¶ 15 The trial court's instruction thus constituted a constructive amendment of the information because it changed an essential element of the charged offense and allowed the jury to convict defendant of an uncharged crime. See People v. Petschow, 119 P.3d 495, 504 (Colo.App. 2004); Jefferson, 934 P.2d at 872. Because it is constitutionally prohibited to convict a defendant of a charge not contained in the information, defendant's conviction for second degree forgery must be reversed. See Madden, 111 P.3d at 455; Rodriguez, 914 P.2d at 257; Skidmore, 154 Colo. at 367, 390 P.2d at 945-46; see also People ex rel. H.W., III, 226 P.3d 1134, 1137 (Colo.App. 2009) (Because "constructive amendments effectively subject a defendant to the risk of conviction for an offense that was not originally charged" in the information, "constructive amendments are per se reversible error."); People v. Pahl, 169 P.3d 169, 177 (Colo.App. 2006) (same).
¶ 16 We reject the People's argument that reversal is not required because the jury necessarily found that defendant committed second degree forgery when it convicted him pursuant to the instructions on the greater offense of felony forgery. The People argue that because the jury found defendant guilty under the more stringent test for felony forgery, it necessarily found that he committed the lesser offense of second degree forgery. However, second degree forgery is not a lesser included offense of felony forgery. A lesser offense is included if "proof of the facts establishing the statutory elements of the greater offense necessarily establishes all of the elements of the lesser offense." H.W., III, 226 P.3d at 1138 (internal quotation marks omitted). The jury's finding that the elements of felony forgery were met precludes a finding that the elements of second degree forgery were met because if the written instrument at issue was the kind described in section 18-5-102 (felony forgery), it necessarily could not also be "of a kind not described in section 18-5-102." § 18-5-104(1) (emphasis added).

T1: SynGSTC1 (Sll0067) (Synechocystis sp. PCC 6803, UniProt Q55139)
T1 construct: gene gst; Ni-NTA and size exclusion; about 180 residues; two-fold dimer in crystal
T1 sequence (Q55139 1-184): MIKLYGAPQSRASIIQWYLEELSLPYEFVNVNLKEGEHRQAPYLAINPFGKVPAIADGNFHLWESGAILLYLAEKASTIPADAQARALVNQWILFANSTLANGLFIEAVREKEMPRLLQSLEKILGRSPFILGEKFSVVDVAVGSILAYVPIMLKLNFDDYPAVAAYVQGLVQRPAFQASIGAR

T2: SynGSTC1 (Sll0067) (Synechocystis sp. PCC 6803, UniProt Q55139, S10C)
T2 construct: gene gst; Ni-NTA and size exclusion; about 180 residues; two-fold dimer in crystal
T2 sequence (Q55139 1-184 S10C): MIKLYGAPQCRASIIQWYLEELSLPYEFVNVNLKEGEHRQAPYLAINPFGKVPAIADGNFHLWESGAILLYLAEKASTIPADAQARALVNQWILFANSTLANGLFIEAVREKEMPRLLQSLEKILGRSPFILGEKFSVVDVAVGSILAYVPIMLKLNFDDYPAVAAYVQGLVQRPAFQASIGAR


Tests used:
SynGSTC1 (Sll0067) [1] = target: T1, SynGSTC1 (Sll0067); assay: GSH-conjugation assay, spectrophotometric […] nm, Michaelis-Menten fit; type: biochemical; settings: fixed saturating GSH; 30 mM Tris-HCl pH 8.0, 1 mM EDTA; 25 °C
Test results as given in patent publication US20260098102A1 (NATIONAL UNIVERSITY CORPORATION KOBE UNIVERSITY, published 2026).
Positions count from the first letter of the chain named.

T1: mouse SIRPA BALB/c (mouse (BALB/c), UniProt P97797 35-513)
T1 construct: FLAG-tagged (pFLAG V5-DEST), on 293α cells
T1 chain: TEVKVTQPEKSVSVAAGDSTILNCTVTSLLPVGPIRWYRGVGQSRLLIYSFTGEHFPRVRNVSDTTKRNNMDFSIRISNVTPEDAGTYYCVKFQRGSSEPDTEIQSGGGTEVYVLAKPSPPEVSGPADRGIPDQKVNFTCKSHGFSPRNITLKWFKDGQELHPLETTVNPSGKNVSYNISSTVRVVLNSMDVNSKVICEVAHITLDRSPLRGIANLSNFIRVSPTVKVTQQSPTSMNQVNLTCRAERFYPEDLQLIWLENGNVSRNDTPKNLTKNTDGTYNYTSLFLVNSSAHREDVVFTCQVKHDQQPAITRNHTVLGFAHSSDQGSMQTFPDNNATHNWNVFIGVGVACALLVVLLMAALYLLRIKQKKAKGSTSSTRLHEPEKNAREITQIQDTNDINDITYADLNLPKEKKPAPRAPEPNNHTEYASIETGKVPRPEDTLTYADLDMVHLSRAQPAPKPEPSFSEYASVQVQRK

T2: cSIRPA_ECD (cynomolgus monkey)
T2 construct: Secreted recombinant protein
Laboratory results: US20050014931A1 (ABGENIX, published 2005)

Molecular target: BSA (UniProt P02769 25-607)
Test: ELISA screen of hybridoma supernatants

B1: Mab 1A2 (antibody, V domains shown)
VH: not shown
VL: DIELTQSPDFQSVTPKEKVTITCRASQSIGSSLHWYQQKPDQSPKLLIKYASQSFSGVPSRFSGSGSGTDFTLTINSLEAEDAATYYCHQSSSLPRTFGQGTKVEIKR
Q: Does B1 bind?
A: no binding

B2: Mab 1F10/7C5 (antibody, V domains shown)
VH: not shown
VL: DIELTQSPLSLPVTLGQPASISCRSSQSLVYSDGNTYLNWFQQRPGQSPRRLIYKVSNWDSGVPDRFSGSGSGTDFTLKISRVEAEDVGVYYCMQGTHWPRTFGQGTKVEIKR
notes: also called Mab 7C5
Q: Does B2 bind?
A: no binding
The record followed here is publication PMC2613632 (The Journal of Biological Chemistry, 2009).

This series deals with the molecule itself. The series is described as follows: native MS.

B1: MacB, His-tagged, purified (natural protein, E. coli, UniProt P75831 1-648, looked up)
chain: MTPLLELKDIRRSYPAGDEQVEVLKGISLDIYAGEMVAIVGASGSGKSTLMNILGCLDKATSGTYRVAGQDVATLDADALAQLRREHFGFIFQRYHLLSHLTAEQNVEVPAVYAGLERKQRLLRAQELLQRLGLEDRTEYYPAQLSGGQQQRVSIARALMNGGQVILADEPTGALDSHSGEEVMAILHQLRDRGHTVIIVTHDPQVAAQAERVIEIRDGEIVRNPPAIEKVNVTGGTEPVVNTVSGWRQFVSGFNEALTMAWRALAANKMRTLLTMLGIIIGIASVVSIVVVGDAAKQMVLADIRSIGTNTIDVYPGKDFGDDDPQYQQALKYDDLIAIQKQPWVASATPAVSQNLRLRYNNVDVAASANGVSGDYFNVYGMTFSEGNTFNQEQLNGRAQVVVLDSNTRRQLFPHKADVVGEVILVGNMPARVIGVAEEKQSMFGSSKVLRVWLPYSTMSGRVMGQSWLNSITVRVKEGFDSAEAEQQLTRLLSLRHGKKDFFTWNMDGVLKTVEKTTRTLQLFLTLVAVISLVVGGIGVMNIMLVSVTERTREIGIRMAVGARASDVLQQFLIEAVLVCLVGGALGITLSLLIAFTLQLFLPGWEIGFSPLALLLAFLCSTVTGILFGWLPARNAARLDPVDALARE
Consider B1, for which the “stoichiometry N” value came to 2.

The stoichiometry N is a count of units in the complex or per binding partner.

¶ 17 Accordingly, we reverse defendant's conviction for second degree forgery and remand the case for a new trial on that count.
III. The Trial Court's Decision Not to Define "Attempt" and "Official Proceeding" for the Jury Does Not Require Reversal
¶ 18 We reject defendant's argument that because the trial court did not provide the jury with instructions defining the terms "attempt" and "official proceeding, " his convictions for, respectively, attempt to influence a public servant and tampering with physical evidence must be reversed.
¶ 19 "A trial court has a duty to instruct the jury correctly on the law applicable to the case." Pahl, 169 P.3d at 183. We review de novo whether the jury instructions as a whole accurately informed the jury of the governing law. People v. Lucas, 232 P.3d 155, 162 (Colo.App. 2009). However, the trial court has discretion to determine whether additional instructions which properly state the law should be given to the jury. People v. Chavez, 190 P.3d 760, 769 (Colo.App. 2007). The court abuses its discretion only "when its decision is manifestly arbitrary, unreasonable, or unfair, or based on an erroneous understanding or application of the law." People v. Orozco, 210 P.3d 472, 475 (Colo.App. 2009).
¶ 20 The trial court must instruct the jury on the technical or particular definition of an element of an offense if the element constitutes a term that has acquired a technical or particular meaning, whether by legislative definition or otherwise. See Griego v. People, 19 P.3d 1, 7 (Colo. 2001).